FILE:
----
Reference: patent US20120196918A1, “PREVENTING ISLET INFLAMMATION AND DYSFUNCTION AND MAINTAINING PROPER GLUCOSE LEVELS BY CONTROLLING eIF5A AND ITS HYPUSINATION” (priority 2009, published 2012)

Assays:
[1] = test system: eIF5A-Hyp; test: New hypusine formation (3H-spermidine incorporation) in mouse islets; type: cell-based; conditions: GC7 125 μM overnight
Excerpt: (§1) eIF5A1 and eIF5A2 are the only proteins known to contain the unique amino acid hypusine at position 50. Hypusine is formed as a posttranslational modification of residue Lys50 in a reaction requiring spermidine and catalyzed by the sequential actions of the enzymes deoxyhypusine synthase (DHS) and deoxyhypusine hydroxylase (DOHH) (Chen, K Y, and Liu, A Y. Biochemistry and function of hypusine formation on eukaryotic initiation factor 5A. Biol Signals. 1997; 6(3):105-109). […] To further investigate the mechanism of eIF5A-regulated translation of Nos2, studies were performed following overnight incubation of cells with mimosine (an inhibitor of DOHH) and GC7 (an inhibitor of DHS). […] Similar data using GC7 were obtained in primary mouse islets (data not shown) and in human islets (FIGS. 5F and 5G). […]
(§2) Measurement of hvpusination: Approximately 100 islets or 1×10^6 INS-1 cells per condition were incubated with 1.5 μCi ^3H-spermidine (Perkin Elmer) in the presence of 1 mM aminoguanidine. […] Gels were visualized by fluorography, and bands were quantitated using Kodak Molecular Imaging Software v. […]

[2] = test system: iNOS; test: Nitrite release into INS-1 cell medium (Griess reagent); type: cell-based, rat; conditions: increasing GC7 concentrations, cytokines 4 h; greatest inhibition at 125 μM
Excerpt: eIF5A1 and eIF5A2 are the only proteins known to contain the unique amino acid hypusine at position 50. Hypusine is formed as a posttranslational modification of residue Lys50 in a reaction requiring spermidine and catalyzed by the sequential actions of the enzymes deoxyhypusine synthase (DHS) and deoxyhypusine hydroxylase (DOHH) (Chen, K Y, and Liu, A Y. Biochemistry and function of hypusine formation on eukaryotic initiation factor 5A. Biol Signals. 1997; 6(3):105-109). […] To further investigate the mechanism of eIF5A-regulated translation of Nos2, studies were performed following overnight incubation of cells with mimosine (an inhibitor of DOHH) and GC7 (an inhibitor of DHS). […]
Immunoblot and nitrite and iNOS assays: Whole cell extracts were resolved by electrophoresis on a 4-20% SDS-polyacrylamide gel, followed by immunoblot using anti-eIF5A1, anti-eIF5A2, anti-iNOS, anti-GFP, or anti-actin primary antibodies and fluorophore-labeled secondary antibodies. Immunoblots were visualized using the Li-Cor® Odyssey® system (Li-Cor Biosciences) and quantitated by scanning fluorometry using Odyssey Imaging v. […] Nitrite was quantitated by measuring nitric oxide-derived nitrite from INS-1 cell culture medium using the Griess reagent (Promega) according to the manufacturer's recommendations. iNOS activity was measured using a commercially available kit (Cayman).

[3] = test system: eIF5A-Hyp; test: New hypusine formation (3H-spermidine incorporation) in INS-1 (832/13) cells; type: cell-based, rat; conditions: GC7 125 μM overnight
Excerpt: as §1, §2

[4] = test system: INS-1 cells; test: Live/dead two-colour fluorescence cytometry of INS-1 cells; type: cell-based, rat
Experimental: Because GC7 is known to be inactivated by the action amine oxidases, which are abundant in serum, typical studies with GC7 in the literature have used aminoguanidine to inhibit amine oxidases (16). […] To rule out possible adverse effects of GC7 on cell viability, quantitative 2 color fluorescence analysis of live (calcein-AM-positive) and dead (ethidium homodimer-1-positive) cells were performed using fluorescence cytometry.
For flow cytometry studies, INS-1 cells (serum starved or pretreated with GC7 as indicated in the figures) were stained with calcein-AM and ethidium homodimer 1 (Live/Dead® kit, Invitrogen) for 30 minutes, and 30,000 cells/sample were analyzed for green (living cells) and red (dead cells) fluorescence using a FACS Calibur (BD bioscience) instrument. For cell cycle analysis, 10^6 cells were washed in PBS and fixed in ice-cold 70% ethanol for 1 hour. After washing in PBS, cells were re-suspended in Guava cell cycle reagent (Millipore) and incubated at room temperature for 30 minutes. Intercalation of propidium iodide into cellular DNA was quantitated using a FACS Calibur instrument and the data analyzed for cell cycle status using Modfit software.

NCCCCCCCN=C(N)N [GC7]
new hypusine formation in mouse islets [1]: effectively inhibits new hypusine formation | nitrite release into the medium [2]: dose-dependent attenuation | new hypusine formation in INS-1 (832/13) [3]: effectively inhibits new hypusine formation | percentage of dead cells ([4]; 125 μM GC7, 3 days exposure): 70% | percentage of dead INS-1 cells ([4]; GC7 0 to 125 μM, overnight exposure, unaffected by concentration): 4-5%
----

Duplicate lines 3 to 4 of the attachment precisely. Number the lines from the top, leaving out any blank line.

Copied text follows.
[1] = test system: eIF5A-Hyp; test: New hypusine formation (3H-spermidine incorporation) in mouse islets; type: cell-based; conditions: GC7 125 μM overnight
Excerpt: (§1) eIF5A1 and eIF5A2 are the only proteins known to contain the unique amino acid hypusine at position 50. Hypusine is formed as a posttranslational modification of residue Lys50 in a reaction requiring spermidine and catalyzed by the sequential actions of the enzymes deoxyhypusine synthase (DHS) and deoxyhypusine hydroxylase (DOHH) (Chen, K Y, and Liu, A Y. Biochemistry and function of hypusine formation on eukaryotic initiation factor 5A. Biol Signals. 1997; 6(3):105-109). […] To further investigate the mechanism of eIF5A-regulated translation of Nos2, studies were performed following overnight incubation of cells with mimosine (an inhibitor of DOHH) and GC7 (an inhibitor of DHS). […] Similar data using GC7 were obtained in primary mouse islets (data not shown) and in human islets (FIGS. 5F and 5G). […]